Rebecca Dana won’t dish. Seriously. She has nothing but great things to say about the social circles in which she has trucked, mingled and reveled since she moved concertedly to Manhattan in 2007.

The pretty party people she wrote about as social reporter for The New York Observer? “Great, interesting, fun!” Controversial publishing legend Tina Brown, her editor at The Daily Beast, where Dana covered fashion and celebrity? “Incredible.” Sex and the City inspiration Candace Bushnell, whom she met at Brown’s glitzy-but-serious “Women in the World” conference? “Zen Buddha-like.” Girls creator Lena Dunham, smart-pop culture’s current whipping-girl/obsession–whose work, like Dana’s, uses Sex and the City as a touchstone? “Genius.”

Look at Dana’s career, though, and it’s easy to see how her all-out embrace of the high life has not only worked well for her but has nourished an eyes-wide-open, non-ironic view of celebrity and city life. Dana went to Yale, where she was The Yale Daily News editor, and had a reporting internship on the police beat at the New Orleans Times-Picayune, followed by stints at The Washington Post and The Wall Street Journal, before she even launched her career properly.

Some might say Dana’s early opportunities constituted a (deserved) embarrassment of riches, but she views them as means to an end. “I’ve never been interested in doing serious journalism,” she says. “That just wasn’t me. I like glamour, and I like clothes and I like to go to shows and go to parties and write about clothes and celebrities.”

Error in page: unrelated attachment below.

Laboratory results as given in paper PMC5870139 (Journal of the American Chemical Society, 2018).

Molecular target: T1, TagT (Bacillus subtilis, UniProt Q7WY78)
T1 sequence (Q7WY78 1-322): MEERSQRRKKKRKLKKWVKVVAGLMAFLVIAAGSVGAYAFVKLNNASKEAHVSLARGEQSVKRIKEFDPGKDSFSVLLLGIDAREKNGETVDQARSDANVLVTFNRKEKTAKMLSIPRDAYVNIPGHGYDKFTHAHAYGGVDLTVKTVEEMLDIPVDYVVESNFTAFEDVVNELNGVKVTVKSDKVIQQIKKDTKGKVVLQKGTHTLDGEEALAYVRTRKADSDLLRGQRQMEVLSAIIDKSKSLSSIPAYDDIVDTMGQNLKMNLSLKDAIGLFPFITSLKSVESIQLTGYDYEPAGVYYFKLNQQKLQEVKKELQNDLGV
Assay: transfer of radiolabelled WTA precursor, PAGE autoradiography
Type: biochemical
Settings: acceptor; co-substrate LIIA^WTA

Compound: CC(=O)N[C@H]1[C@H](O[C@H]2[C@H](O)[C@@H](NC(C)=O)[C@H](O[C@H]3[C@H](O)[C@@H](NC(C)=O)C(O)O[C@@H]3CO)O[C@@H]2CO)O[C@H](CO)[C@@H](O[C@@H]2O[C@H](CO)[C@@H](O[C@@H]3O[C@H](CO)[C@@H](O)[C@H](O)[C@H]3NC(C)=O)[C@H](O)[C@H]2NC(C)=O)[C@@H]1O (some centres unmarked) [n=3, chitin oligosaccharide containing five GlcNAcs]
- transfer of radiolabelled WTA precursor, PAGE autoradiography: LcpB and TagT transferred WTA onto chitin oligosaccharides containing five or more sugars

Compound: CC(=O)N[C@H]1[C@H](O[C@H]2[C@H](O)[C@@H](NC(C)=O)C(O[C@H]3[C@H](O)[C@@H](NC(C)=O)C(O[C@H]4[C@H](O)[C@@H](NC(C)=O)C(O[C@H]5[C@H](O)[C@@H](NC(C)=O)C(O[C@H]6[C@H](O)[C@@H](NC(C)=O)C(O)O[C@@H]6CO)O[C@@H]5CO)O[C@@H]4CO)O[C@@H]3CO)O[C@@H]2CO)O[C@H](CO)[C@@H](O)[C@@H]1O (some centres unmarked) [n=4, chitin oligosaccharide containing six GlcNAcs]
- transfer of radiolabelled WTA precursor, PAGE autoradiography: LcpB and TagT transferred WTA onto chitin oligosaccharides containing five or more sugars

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In her new memoir, Jujitsu Rabbi and the Godless Blonde, Dana speaks, often hilariously, to the familiar tension between spiritual searching and an unabashed embrace of the superficial. Her smart, tight prose and incisive humor take us effortlessly from an uneventful Pittsburgh childhood to her achievement of the now-common American dream among a large swath of contemporary women: Move to The City, Write, Befriend the Beautiful People, Become a Star of Some Sort. To top things off, she shacks up with the perfect mate: “Chad” (“I wanted to give him the worst name I could think of,” she says), who eventually cheats on her and then sort-of dumps her in spectacular fashion.